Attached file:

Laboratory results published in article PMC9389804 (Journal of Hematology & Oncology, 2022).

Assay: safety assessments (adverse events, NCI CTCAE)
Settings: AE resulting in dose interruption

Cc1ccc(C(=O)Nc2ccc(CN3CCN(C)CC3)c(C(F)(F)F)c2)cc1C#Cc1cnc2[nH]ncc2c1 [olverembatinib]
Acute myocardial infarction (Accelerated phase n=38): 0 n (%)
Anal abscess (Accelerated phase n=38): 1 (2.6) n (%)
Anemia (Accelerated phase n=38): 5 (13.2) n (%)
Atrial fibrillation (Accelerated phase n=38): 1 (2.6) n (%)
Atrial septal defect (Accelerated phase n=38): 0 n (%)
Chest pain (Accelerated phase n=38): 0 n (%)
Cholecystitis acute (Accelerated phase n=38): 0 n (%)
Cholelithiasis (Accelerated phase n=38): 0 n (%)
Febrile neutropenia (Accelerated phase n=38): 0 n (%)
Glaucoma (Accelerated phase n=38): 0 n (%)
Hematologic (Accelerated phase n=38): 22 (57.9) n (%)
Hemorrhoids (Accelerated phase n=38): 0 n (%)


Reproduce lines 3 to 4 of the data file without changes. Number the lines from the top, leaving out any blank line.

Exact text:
Settings: AE resulting in dose interruption

Cc1ccc(C(=O)Nc2ccc(CN3CCN(C)CC3)c(C(F)(F)F)c2)cc1C#Cc1cnc2[nH]ncc2c1 [olverembatinib]